|US7283620||Jan 31, 2003||Oct 16, 2007||At&T Bls Intellectual Property, Inc.||Systems and methods for originating and sending a voice mail message to an instant messaging platform|
|US7327835||Aug 20, 2004||Feb 5, 2008||At&T Delaware Intellectual Property, Inc.||Methods and systems for enabling return to same position in a review of messages in a voice mail system using tag or identifier stored in the voice mail system|
|US7336653||Jul 8, 2004||Feb 26, 2008||At&T Labs, Inc.||Internet caller identification system and method|
|US7346155||Apr 20, 2007||Mar 18, 2008||At&T Knowledge Ventures, L.P.||System and method for implementing and accessing call forwarding services|
|US7369647||Jan 20, 2004||May 6, 2008||At&T Delaware Intellectual Property, Inc.||Voice mail notification using instant messaging|
|US7376413||Jan 4, 2005||May 20, 2008||At&T Delaware Intellectual Property, Inc.||Voice mailbox with management support|
|US7436940||Aug 25, 2003||Oct 14, 2008||At&T Intellectual Property I, L.P.||Methods and systems for enabling a reply call to voice mail message|
|US7450701||Feb 17, 2004||Nov 11, 2008||At&T Intellectual Property I, L.P.||Method and system for presenting customized call alerts in a service for internet caller identification|
|US7522931||Mar 18, 2004||Apr 21, 2009||Netnumber, Inc.||Method and apparatus for accessing a network computer to establish a push-to-talk session|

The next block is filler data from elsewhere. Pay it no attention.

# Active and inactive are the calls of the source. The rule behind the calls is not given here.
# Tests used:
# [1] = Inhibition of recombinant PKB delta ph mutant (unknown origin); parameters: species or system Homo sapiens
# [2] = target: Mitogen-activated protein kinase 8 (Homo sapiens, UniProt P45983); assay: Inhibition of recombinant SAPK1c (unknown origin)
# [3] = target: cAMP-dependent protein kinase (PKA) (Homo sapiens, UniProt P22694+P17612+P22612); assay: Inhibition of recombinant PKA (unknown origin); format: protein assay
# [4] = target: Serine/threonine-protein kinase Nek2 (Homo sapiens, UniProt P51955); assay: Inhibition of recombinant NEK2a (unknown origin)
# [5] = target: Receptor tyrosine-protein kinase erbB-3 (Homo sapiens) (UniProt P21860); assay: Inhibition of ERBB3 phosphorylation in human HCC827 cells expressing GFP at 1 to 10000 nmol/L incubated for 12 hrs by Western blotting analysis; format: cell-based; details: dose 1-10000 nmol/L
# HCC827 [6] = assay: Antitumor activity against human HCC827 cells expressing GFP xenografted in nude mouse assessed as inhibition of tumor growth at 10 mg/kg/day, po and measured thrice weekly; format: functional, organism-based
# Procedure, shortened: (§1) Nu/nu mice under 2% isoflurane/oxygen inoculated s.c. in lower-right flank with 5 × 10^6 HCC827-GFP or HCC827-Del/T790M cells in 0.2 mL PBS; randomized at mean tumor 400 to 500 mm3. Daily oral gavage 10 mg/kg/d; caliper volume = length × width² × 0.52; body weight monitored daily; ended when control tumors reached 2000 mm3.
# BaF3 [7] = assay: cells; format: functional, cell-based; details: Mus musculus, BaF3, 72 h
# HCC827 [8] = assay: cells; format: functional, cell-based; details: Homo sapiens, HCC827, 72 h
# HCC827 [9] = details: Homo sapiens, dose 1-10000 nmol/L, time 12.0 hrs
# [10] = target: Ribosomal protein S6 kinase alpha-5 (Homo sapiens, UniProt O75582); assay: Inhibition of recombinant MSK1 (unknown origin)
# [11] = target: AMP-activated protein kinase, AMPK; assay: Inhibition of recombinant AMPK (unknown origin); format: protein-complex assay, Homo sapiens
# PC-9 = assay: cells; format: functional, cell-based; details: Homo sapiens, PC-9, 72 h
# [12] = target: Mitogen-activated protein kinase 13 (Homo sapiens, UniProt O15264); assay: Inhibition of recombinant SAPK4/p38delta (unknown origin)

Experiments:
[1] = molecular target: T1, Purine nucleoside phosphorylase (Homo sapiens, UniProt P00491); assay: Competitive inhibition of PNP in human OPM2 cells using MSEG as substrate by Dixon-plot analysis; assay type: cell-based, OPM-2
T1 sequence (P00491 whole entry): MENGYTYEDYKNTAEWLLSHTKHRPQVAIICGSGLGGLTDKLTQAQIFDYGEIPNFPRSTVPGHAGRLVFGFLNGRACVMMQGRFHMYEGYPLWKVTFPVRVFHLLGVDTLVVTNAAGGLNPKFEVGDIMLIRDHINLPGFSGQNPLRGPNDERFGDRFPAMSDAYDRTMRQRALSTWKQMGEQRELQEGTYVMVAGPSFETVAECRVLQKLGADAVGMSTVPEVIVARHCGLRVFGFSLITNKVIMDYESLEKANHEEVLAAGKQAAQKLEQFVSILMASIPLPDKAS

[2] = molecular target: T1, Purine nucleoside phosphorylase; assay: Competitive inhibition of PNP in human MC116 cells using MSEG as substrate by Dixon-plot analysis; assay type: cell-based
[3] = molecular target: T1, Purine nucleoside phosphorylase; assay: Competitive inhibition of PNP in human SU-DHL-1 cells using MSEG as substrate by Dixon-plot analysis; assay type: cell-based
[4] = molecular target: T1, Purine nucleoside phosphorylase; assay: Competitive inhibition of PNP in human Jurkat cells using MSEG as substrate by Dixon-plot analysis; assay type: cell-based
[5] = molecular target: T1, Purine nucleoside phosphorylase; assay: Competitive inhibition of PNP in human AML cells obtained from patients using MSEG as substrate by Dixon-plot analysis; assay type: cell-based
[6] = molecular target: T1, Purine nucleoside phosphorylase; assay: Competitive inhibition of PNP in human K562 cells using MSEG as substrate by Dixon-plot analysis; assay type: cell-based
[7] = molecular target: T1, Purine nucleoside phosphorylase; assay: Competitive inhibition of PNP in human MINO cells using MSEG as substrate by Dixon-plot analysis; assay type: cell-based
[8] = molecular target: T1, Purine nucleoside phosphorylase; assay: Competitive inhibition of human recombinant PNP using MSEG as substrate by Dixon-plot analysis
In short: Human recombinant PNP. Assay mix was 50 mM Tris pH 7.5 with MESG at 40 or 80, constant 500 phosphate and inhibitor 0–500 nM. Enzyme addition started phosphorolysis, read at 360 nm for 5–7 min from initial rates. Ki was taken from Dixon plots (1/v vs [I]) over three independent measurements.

|US7593396||Feb 24, 2005||Sep 22, 2009||At&T Labs, Inc.||System and method for providing remote access to telecommunications services|
|US7630483||Dec 11, 2006||Dec 8, 2009||At&T Intellectual Property I, L.P.||Methods and systems for releasing a voice mail system from a communication and further processing the communication|
|US7646856||Feb 19, 2003||Jan 12, 2010||At&T Intellectual Property I, L.P.||Region-wide messaging system and methods including validation of transactions|
|US7702090||Jul 3, 2006||Apr 20, 2010||Cisco Technology, Inc.||Processing a subscriber call in a telecommunications network|
|US7706817 *||Jun 15, 2005||Apr 27, 2010||Orange Personal Communication Services Limited||Provision of group services in a telecommunications network|
|US7760860||Oct 31, 2002||Jul 20, 2010||At&T Intellectual Property I, L.P.||Methods and systems for enabling a reply call to a voice mail message|
|US7778403||Dec 17, 2007||Aug 17, 2010||At&T Intellectual Property I, L.P.||System and method for implementing and accessing call forwarding services|
|US7809121||Jun 22, 2001||Oct 5, 2010||At&T Intellectual Property I, L.P.||Identification of calling devices dialing a universal number to access a telecommunications relay service center|
|US7933390||Dec 21, 2007||Apr 26, 2011||At&T Intellectual Property I, L.P.||Region-wide messaging system and methods including validation of transactions|
|US7945038||Oct 30, 2009||May 17, 2011||At&T Intellectual Property I, L.P.||Methods and systems for releasing a voice mail system from a communication and further processing the communication|
|US7995563||Jul 31, 2007||Aug 9, 2011||At&T Labs, Inc.||Internet caller identification system and method|
|US8014507||Jul 10, 2006||Sep 6, 2011||Cisco Technology, Inc.||Providing features to a subscriber in a telecommunications network|
|US8036345||Dec 14, 2006||Oct 11, 2011||At&T Intellectual Property I, L.P.||Voice mailbox with management support|
|US8059808||Jul 6, 2010||Nov 15, 2011||At&T Intellectual Property I, L.P.||System and method for implementing and accessing call forwarding services|
|US8111816||Feb 7, 2012||At&T Intellectual Property I, L.P.||Methods and systems for enabling return to same position in a review of messages in a voice mail system using tag or identifier stored in the voice mail system|